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The one hymn Prince Harry and Meghan Markle could play at their royal wedding – find out why

Most recent royal weddings have featured the song, Love Divine, All Loves Excelling

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Ainhoa Barcelona
Content Managing Editor
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Prince Harry and Meghan Markle will have at least two hymns at their church ceremony in May, and if they choose to follow royal tradition, they may opt for Love Divine, All Loves Excelling – a hymn that has featured in several recent, royal weddings. The beautiful hymn is by Charles Wesley, who wrote more than 6,000 hymns in his time including the Christmas favourite, Hark! The Herald Angels Sing.

The 18th century song featured at a very poignant moment in Prince William and Kate's 2011 wedding at Westminster Abbey; it was sung just after the bride and groom exchanged vows. Of the Queen's other grandchildren, Zara Phillips also chose the hymn for her wedding to Mike Tindall in 2011. It was performed by a choir of 15 boys and girls from Zara's old Scottish boarding school, Gordonstoun, at Canongate Kirk in Edinburgh.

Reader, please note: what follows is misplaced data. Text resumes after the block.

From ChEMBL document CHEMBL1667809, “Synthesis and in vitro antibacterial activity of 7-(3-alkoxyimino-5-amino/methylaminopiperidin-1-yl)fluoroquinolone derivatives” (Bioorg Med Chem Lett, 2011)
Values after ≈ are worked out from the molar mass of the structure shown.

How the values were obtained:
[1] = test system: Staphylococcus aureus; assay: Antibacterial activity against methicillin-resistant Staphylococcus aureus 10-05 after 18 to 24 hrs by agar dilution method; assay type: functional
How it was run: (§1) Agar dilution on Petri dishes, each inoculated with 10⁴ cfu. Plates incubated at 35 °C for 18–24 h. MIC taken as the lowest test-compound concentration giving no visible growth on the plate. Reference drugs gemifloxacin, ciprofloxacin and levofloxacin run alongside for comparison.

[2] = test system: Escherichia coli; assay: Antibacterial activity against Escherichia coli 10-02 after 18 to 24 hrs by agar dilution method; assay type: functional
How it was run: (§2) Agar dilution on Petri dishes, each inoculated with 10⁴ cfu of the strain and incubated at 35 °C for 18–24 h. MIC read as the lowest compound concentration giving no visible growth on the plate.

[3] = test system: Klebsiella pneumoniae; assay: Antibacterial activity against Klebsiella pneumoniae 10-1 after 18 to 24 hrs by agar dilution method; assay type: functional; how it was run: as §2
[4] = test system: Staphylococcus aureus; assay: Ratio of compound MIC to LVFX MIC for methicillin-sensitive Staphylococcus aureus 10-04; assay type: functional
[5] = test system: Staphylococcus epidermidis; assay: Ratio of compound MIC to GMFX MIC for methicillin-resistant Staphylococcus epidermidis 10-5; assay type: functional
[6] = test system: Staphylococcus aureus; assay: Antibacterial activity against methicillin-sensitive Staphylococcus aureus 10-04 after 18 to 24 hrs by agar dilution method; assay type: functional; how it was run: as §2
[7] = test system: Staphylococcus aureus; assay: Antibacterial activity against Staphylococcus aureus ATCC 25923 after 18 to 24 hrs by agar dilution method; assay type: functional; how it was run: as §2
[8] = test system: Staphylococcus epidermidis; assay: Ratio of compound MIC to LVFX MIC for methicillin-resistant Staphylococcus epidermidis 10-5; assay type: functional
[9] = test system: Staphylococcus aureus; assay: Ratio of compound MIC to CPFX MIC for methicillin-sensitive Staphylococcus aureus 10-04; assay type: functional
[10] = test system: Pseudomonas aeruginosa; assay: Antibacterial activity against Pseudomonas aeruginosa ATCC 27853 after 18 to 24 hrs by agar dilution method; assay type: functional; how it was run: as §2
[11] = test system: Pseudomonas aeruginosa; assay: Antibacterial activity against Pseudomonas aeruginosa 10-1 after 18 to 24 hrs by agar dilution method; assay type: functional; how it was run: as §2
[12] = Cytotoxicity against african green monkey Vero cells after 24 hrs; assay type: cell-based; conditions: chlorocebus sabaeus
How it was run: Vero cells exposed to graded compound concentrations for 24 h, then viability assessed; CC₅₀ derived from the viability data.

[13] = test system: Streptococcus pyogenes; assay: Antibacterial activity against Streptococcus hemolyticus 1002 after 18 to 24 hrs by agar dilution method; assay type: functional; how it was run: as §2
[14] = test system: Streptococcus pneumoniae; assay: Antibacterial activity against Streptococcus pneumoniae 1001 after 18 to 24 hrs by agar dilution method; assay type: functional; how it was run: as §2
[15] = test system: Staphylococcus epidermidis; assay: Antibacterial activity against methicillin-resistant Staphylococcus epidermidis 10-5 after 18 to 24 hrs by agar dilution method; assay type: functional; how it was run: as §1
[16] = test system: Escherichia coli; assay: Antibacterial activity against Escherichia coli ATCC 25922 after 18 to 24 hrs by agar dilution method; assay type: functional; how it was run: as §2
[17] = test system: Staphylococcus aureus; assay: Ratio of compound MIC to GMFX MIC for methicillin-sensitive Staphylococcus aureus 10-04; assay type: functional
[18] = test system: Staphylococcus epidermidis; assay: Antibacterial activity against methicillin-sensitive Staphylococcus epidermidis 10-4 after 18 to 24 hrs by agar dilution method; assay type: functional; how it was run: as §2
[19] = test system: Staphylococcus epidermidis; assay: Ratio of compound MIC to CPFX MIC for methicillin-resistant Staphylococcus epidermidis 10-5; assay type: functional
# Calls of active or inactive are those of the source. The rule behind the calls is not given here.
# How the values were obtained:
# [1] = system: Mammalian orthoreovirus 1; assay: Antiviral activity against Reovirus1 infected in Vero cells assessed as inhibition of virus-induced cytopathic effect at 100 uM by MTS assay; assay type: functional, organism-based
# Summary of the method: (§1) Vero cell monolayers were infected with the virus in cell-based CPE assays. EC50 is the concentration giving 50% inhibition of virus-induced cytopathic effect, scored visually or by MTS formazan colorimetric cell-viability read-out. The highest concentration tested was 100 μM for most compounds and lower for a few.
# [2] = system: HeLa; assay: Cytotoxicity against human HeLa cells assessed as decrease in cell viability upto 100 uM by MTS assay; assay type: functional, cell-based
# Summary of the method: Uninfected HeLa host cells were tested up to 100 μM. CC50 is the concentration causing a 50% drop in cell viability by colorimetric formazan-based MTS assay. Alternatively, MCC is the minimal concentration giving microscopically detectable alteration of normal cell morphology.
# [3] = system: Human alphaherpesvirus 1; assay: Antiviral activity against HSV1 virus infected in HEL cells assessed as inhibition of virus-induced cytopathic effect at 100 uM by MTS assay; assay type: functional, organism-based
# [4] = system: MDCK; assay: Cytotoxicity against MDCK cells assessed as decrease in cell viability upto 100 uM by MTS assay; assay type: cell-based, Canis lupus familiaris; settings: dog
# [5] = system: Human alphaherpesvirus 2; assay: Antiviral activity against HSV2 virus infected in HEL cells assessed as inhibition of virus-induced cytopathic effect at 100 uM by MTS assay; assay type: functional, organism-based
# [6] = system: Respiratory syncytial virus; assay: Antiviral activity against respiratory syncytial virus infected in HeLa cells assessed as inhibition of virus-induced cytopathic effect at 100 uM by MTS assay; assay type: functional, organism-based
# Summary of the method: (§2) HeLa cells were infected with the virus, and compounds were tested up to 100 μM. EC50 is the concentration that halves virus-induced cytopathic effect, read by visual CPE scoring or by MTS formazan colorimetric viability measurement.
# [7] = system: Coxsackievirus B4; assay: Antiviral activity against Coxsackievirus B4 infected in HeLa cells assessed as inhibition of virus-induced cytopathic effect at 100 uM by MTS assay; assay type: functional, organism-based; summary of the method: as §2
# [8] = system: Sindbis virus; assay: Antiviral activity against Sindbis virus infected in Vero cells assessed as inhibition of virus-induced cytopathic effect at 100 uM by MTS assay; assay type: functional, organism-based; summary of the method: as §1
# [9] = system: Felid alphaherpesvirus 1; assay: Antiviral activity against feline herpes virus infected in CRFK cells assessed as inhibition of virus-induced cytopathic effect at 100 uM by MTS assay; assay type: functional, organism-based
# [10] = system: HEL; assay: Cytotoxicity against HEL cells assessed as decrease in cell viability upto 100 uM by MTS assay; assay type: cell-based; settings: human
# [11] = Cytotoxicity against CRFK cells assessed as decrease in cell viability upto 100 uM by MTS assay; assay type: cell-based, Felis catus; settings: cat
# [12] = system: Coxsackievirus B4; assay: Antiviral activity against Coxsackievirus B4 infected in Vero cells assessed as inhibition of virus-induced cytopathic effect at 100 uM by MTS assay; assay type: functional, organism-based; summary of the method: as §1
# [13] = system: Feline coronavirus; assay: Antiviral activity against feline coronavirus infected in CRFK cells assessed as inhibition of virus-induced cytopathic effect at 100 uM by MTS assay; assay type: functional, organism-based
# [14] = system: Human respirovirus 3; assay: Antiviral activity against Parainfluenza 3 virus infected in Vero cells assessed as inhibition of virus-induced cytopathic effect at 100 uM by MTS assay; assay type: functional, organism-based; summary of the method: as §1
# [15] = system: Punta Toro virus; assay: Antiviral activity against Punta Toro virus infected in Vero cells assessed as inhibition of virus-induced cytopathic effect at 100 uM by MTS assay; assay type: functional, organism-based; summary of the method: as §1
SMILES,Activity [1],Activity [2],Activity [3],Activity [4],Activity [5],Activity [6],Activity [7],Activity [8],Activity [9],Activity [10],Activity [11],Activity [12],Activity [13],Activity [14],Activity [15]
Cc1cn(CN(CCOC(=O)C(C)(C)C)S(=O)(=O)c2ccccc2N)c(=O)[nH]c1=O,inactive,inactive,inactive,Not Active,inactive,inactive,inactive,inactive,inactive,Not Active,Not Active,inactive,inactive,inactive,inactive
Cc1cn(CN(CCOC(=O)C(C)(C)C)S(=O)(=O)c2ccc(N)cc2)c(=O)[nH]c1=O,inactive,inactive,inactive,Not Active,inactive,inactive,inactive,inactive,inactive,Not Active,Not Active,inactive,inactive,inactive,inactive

st georges chapel interior© Photo: Rex

Harry and Meghan will marry at St George's Chapel in Windsor

The hymn was also played at the end of the wedding of Zara's older brother Peter Phillips, during his marriage ceremony to Autumn Kelly. The couple married in May 2008 at St George's Chapel, Windsor – the same venue that Harry and Meghan have chosen. Harry's own father, Prince Charles, also picked the hymn for his 2005 wedding to the Duchess of Cornwall. The wedding favourite was also played during the marriage of Prince Edward and the Countess of Wessex in 1999, and Princess Alexandra and Angus Ogilvy in 1963.

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There are exactly two months to go before Harry, 33, and Meghan, 36, say "I do". Last week, the former Suits actress said she was "very, very excited" and ahead of the religious ceremony, Meghan was baptised and confirmed in a private ceremony at St James's Palace. Prince Harry, Prince Charles and his wife Camilla were in attendance to see Meghan officially join the Church of England. The bride-to-be did not need to convert religion in order to marry Harry, but she reportedly wanted to honour the Queen's role as head of the Church of England.

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